Emily M. DeArdo

writer

Making Life Accessible for All

ADA, essaysEmily DeArdo2 Comments
ADA tag .jpg

 (I've written about the Americans with Disabilities Act here and here. ) 

I'm a big fan of the Americans with Disabilities Act. But I also don't think it goes far enough. And when people say, oh, we don't need it, it's unnecessary government intervention, I want to use this post as an example of how it doesn't go nearly far enough. 

I've never used a wheelchair on a daily basis. I've spent time in them in hospitals, but I've never had to move one myself. * My disabilities are invisible, for the most part. But I've become sensitive to how the ADA's application meets only the letter of the law, and not the spirit, and it was never more pronounced to me than this weekend, while I was out enjoying a day with my friends. 

Most people think that people in wheelchairs get pushed around by someone else. That's not entirely true. With car adaptations, different types of wheelchairs, and other innovations, people who rely on a wheelchair for mobility can get around by themselves--if the world decides to help them out. 

This weekend, I went to several places: a Mexican restaurant, a grocery store, a bookstore, and a movie theater. Only one of these places would've allowed someone who was in a wheelchair, or used a walker or crutches, easy access to the building. 

The Mexican restaurant had no handicapped button for the entrance, and there are two doors. The first one opens to a vestibule that has stools in it, and usually people waiting, and it's sort of narrow. You then have to open another set of doors to get into the restaurant, proper. And then you can get a seat, because they have wheelchair accessible tables. But if you're a person trying to get around without help, you're sort of stuck. 

The grocery store had sliding doors. Win. 

The bookstore is a local Barnes and Noble, and this is where I really noticed the problem. Barnes and Nobles have two sets of doors, in all their buildings, so they can sell discount books in the entryway. But the doors aren't power doors. So the person would have to pull open the door with one hand, somehow keep it propped open enough to wheel through, then open the second door, wheel through, all without, you know, hitting themselves, and assuming this can even be done. I'm guessing it can be, but it's probably difficult. 

The trip to the bookstore actually illustrated the problem I"m writing about here. There was a woman pushing another woman in a wheelchair. The woman pushing would've had to step in front of the chair, open the door, prop it open while someone else pushed the woman and her chair through, then prop open the next door and do the same thing. Instead, I held open the first door, and someone else held open the second. 

But think about this. This is madness. Why have a curb cut in the sidewalk leading up to the store, why have handicapped parking spaces, if there's no easy way for a handicapped person to enter without help?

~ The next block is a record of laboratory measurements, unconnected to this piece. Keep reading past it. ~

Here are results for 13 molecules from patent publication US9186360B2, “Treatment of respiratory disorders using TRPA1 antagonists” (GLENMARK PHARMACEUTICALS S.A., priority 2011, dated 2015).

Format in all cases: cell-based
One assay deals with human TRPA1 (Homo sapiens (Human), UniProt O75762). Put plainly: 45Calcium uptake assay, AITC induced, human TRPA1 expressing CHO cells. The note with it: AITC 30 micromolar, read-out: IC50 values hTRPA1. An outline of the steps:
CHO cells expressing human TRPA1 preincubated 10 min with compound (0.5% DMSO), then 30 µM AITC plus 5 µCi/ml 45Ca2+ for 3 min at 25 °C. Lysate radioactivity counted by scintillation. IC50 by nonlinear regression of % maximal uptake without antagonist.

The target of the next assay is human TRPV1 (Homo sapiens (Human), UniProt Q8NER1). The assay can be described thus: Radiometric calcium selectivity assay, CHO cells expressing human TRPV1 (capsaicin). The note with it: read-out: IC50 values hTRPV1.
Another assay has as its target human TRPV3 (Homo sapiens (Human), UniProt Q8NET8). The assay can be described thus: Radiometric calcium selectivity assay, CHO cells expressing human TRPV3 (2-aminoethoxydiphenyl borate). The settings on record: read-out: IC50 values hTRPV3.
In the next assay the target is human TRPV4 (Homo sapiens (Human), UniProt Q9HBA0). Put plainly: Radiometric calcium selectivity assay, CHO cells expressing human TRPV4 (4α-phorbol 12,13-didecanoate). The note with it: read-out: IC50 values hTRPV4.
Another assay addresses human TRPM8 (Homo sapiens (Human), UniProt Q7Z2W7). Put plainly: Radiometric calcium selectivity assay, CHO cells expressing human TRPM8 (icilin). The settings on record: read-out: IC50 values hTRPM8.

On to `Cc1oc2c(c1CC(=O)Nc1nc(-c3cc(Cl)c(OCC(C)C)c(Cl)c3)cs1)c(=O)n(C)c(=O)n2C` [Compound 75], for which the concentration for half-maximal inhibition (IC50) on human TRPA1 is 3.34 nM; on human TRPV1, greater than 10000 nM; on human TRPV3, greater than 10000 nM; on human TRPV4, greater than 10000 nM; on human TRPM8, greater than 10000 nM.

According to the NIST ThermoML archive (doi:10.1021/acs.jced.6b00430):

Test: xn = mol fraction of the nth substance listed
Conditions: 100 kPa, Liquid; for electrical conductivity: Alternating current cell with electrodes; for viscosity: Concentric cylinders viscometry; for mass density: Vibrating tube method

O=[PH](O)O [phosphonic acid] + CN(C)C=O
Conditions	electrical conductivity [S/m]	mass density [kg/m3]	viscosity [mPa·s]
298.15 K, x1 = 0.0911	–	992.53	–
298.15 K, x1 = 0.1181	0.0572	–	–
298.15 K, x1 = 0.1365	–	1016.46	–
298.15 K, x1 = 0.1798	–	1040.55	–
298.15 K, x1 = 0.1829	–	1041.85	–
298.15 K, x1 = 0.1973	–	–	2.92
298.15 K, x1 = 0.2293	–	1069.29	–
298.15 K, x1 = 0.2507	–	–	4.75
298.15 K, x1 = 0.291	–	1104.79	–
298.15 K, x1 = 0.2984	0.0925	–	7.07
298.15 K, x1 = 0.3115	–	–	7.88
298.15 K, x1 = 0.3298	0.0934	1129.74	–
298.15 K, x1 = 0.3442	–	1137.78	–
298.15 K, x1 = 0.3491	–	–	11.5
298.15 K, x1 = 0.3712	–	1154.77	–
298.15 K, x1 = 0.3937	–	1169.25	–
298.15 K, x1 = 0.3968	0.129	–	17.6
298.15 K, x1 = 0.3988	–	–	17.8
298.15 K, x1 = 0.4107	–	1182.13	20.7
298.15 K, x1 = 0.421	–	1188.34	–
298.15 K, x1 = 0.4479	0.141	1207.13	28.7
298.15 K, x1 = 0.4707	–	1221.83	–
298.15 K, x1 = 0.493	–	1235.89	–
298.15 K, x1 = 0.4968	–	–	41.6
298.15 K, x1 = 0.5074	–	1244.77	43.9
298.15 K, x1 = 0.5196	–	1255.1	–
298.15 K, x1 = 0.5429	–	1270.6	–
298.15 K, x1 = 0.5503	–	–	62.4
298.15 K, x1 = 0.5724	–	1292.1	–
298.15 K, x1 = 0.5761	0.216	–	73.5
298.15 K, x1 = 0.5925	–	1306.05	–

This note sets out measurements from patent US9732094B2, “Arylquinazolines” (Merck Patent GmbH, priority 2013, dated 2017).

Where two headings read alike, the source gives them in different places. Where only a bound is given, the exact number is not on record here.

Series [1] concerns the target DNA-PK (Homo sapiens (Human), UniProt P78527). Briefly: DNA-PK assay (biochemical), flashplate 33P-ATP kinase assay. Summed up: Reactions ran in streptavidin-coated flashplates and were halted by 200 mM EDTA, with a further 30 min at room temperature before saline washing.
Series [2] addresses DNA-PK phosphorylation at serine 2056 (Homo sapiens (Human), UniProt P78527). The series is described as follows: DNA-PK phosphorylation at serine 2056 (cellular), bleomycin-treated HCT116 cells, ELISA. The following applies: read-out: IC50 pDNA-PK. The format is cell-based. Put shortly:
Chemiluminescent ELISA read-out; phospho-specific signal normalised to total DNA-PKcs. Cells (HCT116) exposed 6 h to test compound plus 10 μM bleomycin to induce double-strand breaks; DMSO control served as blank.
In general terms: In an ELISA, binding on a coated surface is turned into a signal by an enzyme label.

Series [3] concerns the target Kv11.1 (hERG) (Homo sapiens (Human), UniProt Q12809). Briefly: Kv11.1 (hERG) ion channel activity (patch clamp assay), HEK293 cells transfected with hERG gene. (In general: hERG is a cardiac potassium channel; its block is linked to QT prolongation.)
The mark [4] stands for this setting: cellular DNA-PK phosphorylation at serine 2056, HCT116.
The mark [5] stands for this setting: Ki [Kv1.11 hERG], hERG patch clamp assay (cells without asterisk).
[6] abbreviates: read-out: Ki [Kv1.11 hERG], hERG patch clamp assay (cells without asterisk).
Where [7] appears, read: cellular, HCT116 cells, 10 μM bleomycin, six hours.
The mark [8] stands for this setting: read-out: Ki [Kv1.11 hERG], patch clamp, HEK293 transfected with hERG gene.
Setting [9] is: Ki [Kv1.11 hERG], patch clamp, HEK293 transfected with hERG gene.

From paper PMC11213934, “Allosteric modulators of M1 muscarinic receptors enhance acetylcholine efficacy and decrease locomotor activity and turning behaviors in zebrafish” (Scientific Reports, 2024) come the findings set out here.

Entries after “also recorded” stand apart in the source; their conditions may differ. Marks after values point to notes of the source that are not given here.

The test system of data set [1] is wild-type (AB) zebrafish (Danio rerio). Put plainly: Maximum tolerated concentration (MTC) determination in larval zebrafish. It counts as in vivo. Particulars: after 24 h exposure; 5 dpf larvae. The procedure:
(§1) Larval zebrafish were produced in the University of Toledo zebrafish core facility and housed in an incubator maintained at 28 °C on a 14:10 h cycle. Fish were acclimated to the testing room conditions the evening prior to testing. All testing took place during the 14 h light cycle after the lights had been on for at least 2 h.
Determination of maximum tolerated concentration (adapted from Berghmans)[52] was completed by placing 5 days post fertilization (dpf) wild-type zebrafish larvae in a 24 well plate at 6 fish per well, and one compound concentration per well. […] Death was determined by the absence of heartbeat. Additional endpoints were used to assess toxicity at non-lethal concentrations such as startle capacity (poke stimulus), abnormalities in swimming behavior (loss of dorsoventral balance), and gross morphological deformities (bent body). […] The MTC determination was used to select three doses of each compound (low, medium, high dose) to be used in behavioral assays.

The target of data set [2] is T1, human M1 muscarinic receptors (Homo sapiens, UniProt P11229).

And then I decided to start taking photos. 

The next stop was the movie theater. This is where it got ridiculous. 

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This is the handicapped entrance, tucked off to the side. So at least there is one. 

But then this is the way into the theater from that entrance: 

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Do you see a problem here? 

When I started to think about it, it just got insane. We have curb cuts, but we don't have doors that allow easy access for wheelchair/walker/crutches users. What madness is this?! 

We need to start expanding the idea of disability. People who are disabled are also independent--or would like to be. But on my Saturday wanderings, my day would've been a lot harder if I'd been mobility-impaired. Now, I guess, if I was in a wheelchair, I'd be used to it, but that doesn't mean I'd like it

And of course there's all the other things. Stores having counters that are level so someone in a wheelchair can see over. Having accessible tables at restaurants (although I've seen this on the rise). The list goes on. 

The next time you're out, look around. How easy would life be if suddenly you couldn't walk? If you broke your leg or something? I'm betting your life would get a lot harder. And it doesn't have to be that way. 

We don't need these double entry doors. Put power doors on your entrances, if you're going to do that. Make it easy to find handicapped accessible entrances, and then don't block them! 

There is so much more work that needs to be done to give access to all people. So, yes, we need the ADA. We need it to be stronger, if anything--not done away with. 

*I have moved the chair, briefly, in hospitals. But not for long--they usually don't let you do that.